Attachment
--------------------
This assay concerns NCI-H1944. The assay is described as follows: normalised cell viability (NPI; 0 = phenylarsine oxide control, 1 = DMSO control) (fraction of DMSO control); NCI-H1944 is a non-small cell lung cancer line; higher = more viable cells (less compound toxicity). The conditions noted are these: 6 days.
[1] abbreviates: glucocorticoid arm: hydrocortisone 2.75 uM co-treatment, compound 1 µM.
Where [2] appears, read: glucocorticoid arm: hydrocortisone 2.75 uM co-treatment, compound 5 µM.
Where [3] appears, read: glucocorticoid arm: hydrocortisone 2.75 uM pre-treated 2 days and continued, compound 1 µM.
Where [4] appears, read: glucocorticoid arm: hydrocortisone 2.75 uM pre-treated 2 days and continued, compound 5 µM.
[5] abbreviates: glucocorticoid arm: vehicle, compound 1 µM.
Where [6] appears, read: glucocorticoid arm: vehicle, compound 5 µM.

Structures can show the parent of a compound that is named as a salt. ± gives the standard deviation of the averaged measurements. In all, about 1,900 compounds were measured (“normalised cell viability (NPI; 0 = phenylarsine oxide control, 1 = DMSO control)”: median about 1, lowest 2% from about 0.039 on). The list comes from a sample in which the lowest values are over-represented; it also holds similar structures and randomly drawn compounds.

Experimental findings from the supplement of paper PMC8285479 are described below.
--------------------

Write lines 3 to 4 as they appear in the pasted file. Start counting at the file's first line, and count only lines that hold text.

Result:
Where [2] appears, read: glucocorticoid arm: hydrocortisone 2.75 uM co-treatment, compound 5 µM.
Where [3] appears, read: glucocorticoid arm: hydrocortisone 2.75 uM pre-treated 2 days and continued, compound 1 µM.